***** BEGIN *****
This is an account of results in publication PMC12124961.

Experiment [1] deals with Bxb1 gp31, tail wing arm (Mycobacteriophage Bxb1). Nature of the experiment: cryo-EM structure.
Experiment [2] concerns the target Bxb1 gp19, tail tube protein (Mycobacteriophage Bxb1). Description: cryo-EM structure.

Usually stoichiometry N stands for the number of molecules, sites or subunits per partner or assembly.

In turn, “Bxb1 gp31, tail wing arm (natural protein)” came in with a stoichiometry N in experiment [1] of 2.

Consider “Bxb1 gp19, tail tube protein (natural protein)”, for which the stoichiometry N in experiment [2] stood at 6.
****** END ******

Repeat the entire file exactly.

This is an account of results in publication PMC12124961.

Experiment [1] deals with Bxb1 gp31, tail wing arm (Mycobacteriophage Bxb1). Nature of the experiment: cryo-EM structure.
Experiment [2] concerns the target Bxb1 gp19, tail tube protein (Mycobacteriophage Bxb1). Description: cryo-EM structure.

Usually stoichiometry N stands for the number of molecules, sites or subunits per partner or assembly.

In turn, “Bxb1 gp31, tail wing arm (natural protein)” came in with a stoichiometry N in experiment [1] of 2.

Consider “Bxb1 gp19, tail tube protein (natural protein)”, for which the stoichiometry N in experiment [2] stood at 6.